Understanding the Section 6 (Tenant's Acceptance Of Offer) Notice: A Guide
by Property Investments UKThe Property Investments UK editorial team have been researching and writing about the UK's property market for more than a decade.
In UK property law, a Section 6 Notice, governed by the Landlord and Tenant Act of 1987, is a critical legal instrument. Also referred to as an acceptance notice or more fully a tenant’s acceptance notice, it is the method by which leaseholders can formally accept a landlord’s offer to sell them the freehold rights to the land on which their property is built.
Of course, we are talking about the leasehold here, and therefore mostly about flats. A Section 6 Notice comes into play when a freeholder wishes to sell their asset, which is to say the land on which residential properties are built. In this scenario, the freeholder must offer the freehold rights to the leaseholders before they can sell the freehold to another party.
A Section 6 Notice is the legal notice that the leaseholders would send back to the landlord, to inform them of their intent to buy.
Leasehold and freehold relationships in England and Wales are complicated. Here, we will endeavour to explore the Section 6 Notice and discuss its detail, practical function and significance and answer the common questions related to it.
But - and it should go without saying - if you are involved in any kind of legal trouble or are about to commit to any kind of legal action, you should be seeking professional advice.
The Section 6 Notice is a legal document, governed by the Landlord and Tenant Act 1987, that plays a crucial role in mediating the relationship between landlords (in this case, meaning freeholders) and tenants (leaseholders), should the landlord wish to sell his or her freehold.
In this scenario, the leaseholders are given a right of first refusal. This is to say that the landlord has to offer them the opportunity to buy the freehold first. This 'first refusal' offer must be done using a Section 5 Notice, which we also have an article on.
A Section 6 Notice, therefore, is a legal response to a Section 5 Notice. It is where a landlord tells their tenants that they wish to sell and offers them first refusal on the purchase. Should the tenants wish to proceed with purchasing the property, they would need to send the landlord an S6 Notice (also known as an Acceptance Notice) back.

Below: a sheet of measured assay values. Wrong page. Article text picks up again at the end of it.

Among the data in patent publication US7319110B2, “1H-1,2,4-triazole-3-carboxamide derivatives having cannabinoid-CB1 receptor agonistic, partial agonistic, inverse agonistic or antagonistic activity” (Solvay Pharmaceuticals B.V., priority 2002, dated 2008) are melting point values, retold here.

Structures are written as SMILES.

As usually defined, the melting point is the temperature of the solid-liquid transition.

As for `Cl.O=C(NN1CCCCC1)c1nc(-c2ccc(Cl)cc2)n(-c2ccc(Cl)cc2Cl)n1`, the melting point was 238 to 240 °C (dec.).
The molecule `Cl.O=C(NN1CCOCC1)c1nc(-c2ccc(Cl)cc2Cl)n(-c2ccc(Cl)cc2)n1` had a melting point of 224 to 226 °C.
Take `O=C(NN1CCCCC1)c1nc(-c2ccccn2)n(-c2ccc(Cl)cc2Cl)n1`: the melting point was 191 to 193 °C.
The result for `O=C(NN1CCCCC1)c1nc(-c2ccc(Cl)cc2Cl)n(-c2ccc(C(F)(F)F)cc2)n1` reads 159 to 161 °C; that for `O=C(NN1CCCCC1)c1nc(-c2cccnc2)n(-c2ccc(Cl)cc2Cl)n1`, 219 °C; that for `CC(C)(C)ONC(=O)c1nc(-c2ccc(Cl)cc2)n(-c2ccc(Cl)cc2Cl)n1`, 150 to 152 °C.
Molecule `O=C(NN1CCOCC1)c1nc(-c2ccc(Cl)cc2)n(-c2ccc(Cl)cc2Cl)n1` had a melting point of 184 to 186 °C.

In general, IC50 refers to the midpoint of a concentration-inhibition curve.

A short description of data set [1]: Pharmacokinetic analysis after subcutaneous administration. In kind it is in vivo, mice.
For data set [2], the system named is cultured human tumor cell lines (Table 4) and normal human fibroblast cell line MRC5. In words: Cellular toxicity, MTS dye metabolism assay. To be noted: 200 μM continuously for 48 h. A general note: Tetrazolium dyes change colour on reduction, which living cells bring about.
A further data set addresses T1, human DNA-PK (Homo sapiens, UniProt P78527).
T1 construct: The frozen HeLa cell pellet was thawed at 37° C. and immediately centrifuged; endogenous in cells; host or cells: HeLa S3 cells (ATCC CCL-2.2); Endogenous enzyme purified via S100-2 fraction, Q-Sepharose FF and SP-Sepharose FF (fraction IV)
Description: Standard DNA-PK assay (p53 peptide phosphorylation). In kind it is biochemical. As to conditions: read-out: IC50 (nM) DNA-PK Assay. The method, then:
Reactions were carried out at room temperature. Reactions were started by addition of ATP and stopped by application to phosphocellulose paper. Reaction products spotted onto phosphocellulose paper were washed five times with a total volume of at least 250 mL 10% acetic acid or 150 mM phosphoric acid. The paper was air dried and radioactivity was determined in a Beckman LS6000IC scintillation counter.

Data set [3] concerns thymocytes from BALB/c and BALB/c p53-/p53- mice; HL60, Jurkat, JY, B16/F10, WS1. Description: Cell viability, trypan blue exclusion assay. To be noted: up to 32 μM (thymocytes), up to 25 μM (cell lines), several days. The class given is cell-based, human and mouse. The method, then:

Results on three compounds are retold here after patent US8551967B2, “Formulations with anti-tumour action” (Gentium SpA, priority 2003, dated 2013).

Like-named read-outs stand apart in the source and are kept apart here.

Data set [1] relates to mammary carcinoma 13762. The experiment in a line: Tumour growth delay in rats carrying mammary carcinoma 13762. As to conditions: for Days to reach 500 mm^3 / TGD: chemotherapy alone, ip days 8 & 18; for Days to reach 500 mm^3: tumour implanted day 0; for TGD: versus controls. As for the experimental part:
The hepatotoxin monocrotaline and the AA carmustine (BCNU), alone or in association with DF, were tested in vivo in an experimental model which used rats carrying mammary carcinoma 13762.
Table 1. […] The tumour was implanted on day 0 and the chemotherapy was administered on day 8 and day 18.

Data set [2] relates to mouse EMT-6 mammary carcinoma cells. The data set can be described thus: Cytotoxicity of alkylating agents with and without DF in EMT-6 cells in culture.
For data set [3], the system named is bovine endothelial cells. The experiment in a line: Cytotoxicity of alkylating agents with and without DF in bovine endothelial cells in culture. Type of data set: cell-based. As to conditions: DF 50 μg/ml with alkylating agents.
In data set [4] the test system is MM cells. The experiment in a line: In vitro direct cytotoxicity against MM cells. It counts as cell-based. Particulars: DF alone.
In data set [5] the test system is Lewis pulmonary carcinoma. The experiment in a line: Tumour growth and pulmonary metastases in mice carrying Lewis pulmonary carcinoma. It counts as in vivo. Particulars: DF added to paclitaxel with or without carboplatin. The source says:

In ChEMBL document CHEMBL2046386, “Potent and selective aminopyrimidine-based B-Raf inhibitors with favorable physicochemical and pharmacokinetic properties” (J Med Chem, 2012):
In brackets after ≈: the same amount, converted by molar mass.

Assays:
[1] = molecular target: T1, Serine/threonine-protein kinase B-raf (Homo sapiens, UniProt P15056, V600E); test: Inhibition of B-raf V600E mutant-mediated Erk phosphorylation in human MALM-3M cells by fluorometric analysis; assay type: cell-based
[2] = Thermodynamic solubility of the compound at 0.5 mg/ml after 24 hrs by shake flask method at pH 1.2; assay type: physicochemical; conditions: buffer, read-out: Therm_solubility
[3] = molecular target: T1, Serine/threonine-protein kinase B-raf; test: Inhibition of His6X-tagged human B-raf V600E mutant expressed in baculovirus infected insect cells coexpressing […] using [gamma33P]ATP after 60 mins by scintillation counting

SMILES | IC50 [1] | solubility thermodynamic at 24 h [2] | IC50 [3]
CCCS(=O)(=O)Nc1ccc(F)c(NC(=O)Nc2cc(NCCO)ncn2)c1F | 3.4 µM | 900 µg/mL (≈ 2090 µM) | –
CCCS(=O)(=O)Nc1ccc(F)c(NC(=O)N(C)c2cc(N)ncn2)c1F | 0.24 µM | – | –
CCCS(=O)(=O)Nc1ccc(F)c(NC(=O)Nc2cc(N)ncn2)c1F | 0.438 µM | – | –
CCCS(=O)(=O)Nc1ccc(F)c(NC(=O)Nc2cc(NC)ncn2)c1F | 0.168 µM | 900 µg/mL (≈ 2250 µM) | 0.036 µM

The complexity of this is obvious. The freeholder could be only one person or entity who has chosen to sell. There are instances where a freehold may consist of only a small number of flats or even a single dwelling, a more typical example would be a block of flats, with 10s or even 100s of separate units and owners.
Therefore any response to a S5 Notice with a S6 will commonly require a great deal of organisation on behalf of the leaseholders.
The Landlord and Tenant Act, 1987
The Landlord and Tenant Act of 1987 was a rather technical Act, concerning the relationship of leaseholders and freeholders in England and Wales. A lot of it was concerned with updates to the Landlord and Tenant Act of 1985 but there were some seemingly small changes regarding the relationship between landlord and leaseholder that have had lasting impact, the main ones being:
- Leaseholders were given the right to apply to a court to change a lease.
- Changes to the rules around service charges made the system more accountable and less open to abuse.
- The right of leaseholders to know the name and contact details of the freeholder.